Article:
At the turn of the century, no high-class dance hall, restaurant, or hotel could possibly excuse an absence of fine music. All across Europe and the United States, impressive orchestrions could be found playing hits of the day, different instruments catering to a variety of music tastes and styles. To this day, an orchestrion playing live in a establishment is unique, immensely entertaining, and a sure draw for customers!
Hupfeld Orchestrions are often considered the absolute best in terms of any self-playing instruments, and why can be answered in just a few seconds of listening to one. Their superb musicality and precise German engineering make these instruments absolutely breathtaking.
To the right is a Hupfeld Helios III-39, one of the largest built by the firm and one of only 2 known 'III' series Helios orchestrions. Below are several other examples of orchestrions built by Hupfeld.
"Circus Renz" (Gallop)
"I Wonder Where My Baby Is Tonight?" (Fox-Trot)
On the left is a Hupfeld Helios II-25; both of these instruments being immensely popular in Europe in the early 20th century. Unfortunately, the first world war's toll on Germany's economy significantly hindered Hupfeld's output of instruments.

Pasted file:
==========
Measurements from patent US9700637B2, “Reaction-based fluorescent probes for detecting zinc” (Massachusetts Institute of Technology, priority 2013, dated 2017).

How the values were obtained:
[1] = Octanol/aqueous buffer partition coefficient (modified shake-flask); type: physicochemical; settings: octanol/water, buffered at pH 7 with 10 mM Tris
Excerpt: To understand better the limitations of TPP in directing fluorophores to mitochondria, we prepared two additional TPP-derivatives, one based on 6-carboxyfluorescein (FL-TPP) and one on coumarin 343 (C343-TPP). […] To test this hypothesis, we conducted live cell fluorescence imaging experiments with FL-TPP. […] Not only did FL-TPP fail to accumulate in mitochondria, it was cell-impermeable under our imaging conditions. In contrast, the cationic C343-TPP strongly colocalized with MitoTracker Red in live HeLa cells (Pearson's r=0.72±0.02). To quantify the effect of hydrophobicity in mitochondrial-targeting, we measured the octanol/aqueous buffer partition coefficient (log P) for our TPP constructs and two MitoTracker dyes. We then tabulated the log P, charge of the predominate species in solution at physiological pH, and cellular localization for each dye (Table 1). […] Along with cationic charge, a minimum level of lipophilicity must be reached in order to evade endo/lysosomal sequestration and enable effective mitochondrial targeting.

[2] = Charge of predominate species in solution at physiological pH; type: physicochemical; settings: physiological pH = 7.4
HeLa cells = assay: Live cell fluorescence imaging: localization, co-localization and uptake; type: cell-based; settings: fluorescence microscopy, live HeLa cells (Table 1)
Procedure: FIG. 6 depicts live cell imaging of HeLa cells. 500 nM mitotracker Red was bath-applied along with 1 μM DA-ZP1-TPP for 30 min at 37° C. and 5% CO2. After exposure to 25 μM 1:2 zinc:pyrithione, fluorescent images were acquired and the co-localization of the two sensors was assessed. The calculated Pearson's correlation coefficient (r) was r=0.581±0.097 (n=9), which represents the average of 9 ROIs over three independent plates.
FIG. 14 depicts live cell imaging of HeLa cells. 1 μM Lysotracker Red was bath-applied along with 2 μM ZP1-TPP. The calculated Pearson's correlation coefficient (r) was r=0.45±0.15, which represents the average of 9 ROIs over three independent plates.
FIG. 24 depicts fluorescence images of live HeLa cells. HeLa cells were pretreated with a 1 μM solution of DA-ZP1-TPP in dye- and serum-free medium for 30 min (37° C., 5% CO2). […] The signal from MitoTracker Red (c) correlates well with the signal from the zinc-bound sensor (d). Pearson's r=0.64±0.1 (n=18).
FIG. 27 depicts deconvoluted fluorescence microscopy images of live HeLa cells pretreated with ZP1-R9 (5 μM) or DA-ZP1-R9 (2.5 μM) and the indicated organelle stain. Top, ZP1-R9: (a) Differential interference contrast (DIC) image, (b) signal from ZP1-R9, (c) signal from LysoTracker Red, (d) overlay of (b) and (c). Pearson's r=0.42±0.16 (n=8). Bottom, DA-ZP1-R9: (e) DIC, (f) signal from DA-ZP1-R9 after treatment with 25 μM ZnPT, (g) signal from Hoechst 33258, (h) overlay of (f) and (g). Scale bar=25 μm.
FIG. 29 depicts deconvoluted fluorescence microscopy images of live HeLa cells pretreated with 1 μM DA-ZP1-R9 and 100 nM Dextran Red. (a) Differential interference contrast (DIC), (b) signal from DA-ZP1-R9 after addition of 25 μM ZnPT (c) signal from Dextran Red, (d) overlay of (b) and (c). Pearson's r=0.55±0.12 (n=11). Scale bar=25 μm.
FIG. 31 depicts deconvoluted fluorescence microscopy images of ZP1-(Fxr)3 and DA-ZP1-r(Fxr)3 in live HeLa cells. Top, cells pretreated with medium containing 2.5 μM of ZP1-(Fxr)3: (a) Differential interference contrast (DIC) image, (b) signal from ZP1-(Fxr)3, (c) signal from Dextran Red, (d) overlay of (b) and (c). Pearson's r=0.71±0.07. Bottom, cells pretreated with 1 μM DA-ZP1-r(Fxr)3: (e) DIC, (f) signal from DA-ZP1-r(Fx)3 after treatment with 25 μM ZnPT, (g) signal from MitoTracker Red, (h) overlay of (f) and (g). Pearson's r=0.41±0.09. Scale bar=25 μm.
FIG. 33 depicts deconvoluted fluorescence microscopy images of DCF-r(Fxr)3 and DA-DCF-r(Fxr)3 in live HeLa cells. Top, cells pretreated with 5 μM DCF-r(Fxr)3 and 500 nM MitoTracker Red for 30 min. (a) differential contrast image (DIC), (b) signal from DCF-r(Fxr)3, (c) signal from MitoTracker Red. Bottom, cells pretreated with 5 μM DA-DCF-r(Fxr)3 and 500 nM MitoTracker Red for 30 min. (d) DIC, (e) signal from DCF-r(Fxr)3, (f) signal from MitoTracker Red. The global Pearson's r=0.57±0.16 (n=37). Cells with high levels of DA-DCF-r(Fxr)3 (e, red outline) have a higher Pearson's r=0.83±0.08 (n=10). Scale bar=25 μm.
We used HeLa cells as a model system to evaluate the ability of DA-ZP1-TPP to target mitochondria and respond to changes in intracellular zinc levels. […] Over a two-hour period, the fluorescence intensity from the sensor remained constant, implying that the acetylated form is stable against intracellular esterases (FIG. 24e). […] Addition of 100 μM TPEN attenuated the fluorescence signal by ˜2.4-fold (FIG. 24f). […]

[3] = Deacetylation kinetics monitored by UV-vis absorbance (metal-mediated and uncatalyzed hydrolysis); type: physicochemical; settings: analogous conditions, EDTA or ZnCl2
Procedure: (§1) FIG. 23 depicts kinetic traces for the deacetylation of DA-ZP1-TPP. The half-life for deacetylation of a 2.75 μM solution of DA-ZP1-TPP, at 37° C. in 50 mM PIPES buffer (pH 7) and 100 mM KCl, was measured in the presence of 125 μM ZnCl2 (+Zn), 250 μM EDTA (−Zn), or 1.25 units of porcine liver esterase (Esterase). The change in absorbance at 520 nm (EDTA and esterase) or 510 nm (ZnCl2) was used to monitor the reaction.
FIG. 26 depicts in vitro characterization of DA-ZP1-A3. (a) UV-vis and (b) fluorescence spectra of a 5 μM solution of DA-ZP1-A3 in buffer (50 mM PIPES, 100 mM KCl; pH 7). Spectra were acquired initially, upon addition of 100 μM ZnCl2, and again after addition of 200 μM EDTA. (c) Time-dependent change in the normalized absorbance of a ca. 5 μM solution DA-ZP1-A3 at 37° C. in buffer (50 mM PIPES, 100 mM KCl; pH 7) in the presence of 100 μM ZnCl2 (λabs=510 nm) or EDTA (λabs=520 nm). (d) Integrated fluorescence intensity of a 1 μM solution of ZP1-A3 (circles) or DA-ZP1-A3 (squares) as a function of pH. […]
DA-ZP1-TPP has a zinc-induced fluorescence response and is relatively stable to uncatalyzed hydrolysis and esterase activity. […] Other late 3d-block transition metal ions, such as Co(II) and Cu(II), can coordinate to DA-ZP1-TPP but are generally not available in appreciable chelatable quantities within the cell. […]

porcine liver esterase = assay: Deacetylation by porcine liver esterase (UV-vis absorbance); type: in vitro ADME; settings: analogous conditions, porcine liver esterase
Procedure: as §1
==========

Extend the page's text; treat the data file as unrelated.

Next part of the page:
After ceasing operations in the late 20's, the second world war undoubtedly resulted in many instruments being scrapped for metal and possibly even bombed during raids. Fortunately, there are still several examples of these around today, cherished by enthusiasts and awe-inspiring to the general public.
"Unter Donner Und Blitz" (Gallop)
"The Blue Danube" (Waltz)
Violin orchestrions are certainly incredible to watch as well as listen to. Hupfeld's Phonoliszt-Violina is almost haunting in its ability to accurately play with human-like expression, this type of orchestrion being one of the most sought-after instruments in all of automatic music.
The Mills Violano (on left) was the United States's answer to a violin orchestrion. Hailed as 'one of the greatest inventions of the early 20th century', this machine differed from almost every other mechanical instrument being electrically operated rather than pneumatically. This instrument was so popular that it is estimated that around 1,000 Mills violin machines still exist.
"Blame It On the Blues" (Rag)
Today, there are only a few dozen PianOrchestras left in existence, these being some of the most valuable and cherished automatic instruments. Very few automatic instruments play ragtime and other early American jazz quite like a Wurlitzer PianOrchestra.
On the left is a Wurlitzer Style 30-A Mandolin PianOrchestra.
Below is a Wurlitzer Style 33 Mandolin PianOrchestra. These orchestrions were originally manufactured by Phillips of Germany and imported into the US, marketed by Wurlitzer as PianOrchestras. A number of different styles of PianOrchestras were made as well as hundreds of rolls of American music. Unfortunately, The US Prohibition Act killed the market for the large orchestrion, forcing beer halls which housed these closed.
"Over There" (One-Step)
"Good-Bye Broadway, Hello France" (One-Step)
"The Russian Rag" (Rag)
"Bric a Brac" (Polka)
"Lights Out" (March)